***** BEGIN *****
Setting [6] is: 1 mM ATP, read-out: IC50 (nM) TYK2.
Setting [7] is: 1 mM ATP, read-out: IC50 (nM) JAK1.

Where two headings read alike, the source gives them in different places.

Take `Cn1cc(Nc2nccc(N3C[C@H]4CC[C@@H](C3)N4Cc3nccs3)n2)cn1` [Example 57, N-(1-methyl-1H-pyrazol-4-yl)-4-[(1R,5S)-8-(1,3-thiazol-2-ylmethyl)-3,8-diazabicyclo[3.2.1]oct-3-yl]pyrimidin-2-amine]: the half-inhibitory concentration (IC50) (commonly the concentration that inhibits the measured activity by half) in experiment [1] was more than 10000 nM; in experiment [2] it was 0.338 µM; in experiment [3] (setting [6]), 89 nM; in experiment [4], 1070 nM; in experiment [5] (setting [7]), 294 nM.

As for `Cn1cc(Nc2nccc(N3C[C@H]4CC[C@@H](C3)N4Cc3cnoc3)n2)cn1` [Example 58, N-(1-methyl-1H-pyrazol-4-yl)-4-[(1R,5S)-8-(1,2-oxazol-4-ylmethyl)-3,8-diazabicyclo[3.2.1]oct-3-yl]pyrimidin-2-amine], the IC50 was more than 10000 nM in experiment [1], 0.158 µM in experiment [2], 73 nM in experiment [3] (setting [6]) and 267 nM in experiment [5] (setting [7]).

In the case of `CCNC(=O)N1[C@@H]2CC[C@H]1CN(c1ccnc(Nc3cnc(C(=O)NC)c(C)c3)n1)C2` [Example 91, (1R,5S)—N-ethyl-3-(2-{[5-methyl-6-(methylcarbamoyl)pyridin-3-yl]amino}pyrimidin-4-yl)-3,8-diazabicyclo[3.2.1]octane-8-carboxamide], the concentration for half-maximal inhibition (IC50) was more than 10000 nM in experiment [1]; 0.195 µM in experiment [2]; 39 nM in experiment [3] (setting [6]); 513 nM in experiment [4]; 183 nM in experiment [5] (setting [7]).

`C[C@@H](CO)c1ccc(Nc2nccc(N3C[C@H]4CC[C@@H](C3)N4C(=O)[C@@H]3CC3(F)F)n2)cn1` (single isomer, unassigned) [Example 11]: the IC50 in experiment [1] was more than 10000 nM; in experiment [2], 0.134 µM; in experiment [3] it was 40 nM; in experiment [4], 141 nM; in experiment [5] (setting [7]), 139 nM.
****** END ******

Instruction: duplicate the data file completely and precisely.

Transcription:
Setting [6] is: 1 mM ATP, read-out: IC50 (nM) TYK2.
Setting [7] is: 1 mM ATP, read-out: IC50 (nM) JAK1.

Where two headings read alike, the source gives them in different places.

Take `Cn1cc(Nc2nccc(N3C[C@H]4CC[C@@H](C3)N4Cc3nccs3)n2)cn1` [Example 57, N-(1-methyl-1H-pyrazol-4-yl)-4-[(1R,5S)-8-(1,3-thiazol-2-ylmethyl)-3,8-diazabicyclo[3.2.1]oct-3-yl]pyrimidin-2-amine]: the half-inhibitory concentration (IC50) (commonly the concentration that inhibits the measured activity by half) in experiment [1] was more than 10000 nM; in experiment [2] it was 0.338 µM; in experiment [3] (setting [6]), 89 nM; in experiment [4], 1070 nM; in experiment [5] (setting [7]), 294 nM.

As for `Cn1cc(Nc2nccc(N3C[C@H]4CC[C@@H](C3)N4Cc3cnoc3)n2)cn1` [Example 58, N-(1-methyl-1H-pyrazol-4-yl)-4-[(1R,5S)-8-(1,2-oxazol-4-ylmethyl)-3,8-diazabicyclo[3.2.1]oct-3-yl]pyrimidin-2-amine], the IC50 was more than 10000 nM in experiment [1], 0.158 µM in experiment [2], 73 nM in experiment [3] (setting [6]) and 267 nM in experiment [5] (setting [7]).

In the case of `CCNC(=O)N1[C@@H]2CC[C@H]1CN(c1ccnc(Nc3cnc(C(=O)NC)c(C)c3)n1)C2` [Example 91, (1R,5S)—N-ethyl-3-(2-{[5-methyl-6-(methylcarbamoyl)pyridin-3-yl]amino}pyrimidin-4-yl)-3,8-diazabicyclo[3.2.1]octane-8-carboxamide], the concentration for half-maximal inhibition (IC50) was more than 10000 nM in experiment [1]; 0.195 µM in experiment [2]; 39 nM in experiment [3] (setting [6]); 513 nM in experiment [4]; 183 nM in experiment [5] (setting [7]).

`C[C@@H](CO)c1ccc(Nc2nccc(N3C[C@H]4CC[C@@H](C3)N4C(=O)[C@@H]3CC3(F)F)n2)cn1` (single isomer, unassigned) [Example 11]: the IC50 in experiment [1] was more than 10000 nM; in experiment [2], 0.134 µM; in experiment [3] it was 40 nM; in experiment [4], 141 nM; in experiment [5] (setting [7]), 139 nM.